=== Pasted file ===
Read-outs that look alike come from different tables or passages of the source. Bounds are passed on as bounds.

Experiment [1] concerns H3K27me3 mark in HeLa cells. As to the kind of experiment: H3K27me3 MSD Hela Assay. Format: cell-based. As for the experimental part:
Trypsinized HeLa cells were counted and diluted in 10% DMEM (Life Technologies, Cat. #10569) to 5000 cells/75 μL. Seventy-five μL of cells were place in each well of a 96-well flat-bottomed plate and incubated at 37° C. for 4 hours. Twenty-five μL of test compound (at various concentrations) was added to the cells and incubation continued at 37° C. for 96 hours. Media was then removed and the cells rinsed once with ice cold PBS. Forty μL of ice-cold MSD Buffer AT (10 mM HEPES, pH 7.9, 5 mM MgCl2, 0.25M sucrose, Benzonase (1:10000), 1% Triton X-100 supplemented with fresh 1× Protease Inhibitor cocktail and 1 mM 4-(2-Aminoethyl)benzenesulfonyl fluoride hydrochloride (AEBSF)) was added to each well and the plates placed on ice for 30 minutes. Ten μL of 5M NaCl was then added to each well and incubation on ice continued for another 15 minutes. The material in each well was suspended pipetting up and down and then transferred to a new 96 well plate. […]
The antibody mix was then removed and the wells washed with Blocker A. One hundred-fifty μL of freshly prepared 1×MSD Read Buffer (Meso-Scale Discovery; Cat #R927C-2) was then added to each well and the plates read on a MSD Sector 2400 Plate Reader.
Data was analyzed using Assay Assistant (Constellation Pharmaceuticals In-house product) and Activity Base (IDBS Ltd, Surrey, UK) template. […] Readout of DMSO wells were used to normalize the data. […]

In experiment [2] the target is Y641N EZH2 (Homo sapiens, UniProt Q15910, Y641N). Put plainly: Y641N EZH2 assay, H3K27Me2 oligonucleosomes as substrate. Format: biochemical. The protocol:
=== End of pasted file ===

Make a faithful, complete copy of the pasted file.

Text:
Read-outs that look alike come from different tables or passages of the source. Bounds are passed on as bounds.

Experiment [1] concerns H3K27me3 mark in HeLa cells. As to the kind of experiment: H3K27me3 MSD Hela Assay. Format: cell-based. As for the experimental part:
Trypsinized HeLa cells were counted and diluted in 10% DMEM (Life Technologies, Cat. #10569) to 5000 cells/75 μL. Seventy-five μL of cells were place in each well of a 96-well flat-bottomed plate and incubated at 37° C. for 4 hours. Twenty-five μL of test compound (at various concentrations) was added to the cells and incubation continued at 37° C. for 96 hours. Media was then removed and the cells rinsed once with ice cold PBS. Forty μL of ice-cold MSD Buffer AT (10 mM HEPES, pH 7.9, 5 mM MgCl2, 0.25M sucrose, Benzonase (1:10000), 1% Triton X-100 supplemented with fresh 1× Protease Inhibitor cocktail and 1 mM 4-(2-Aminoethyl)benzenesulfonyl fluoride hydrochloride (AEBSF)) was added to each well and the plates placed on ice for 30 minutes. Ten μL of 5M NaCl was then added to each well and incubation on ice continued for another 15 minutes. The material in each well was suspended pipetting up and down and then transferred to a new 96 well plate. […]
The antibody mix was then removed and the wells washed with Blocker A. One hundred-fifty μL of freshly prepared 1×MSD Read Buffer (Meso-Scale Discovery; Cat #R927C-2) was then added to each well and the plates read on a MSD Sector 2400 Plate Reader.
Data was analyzed using Assay Assistant (Constellation Pharmaceuticals In-house product) and Activity Base (IDBS Ltd, Surrey, UK) template. […] Readout of DMSO wells were used to normalize the data. […]

In experiment [2] the target is Y641N EZH2 (Homo sapiens, UniProt Q15910, Y641N). Put plainly: Y641N EZH2 assay, H3K27Me2 oligonucleosomes as substrate. Format: biochemical. The protocol: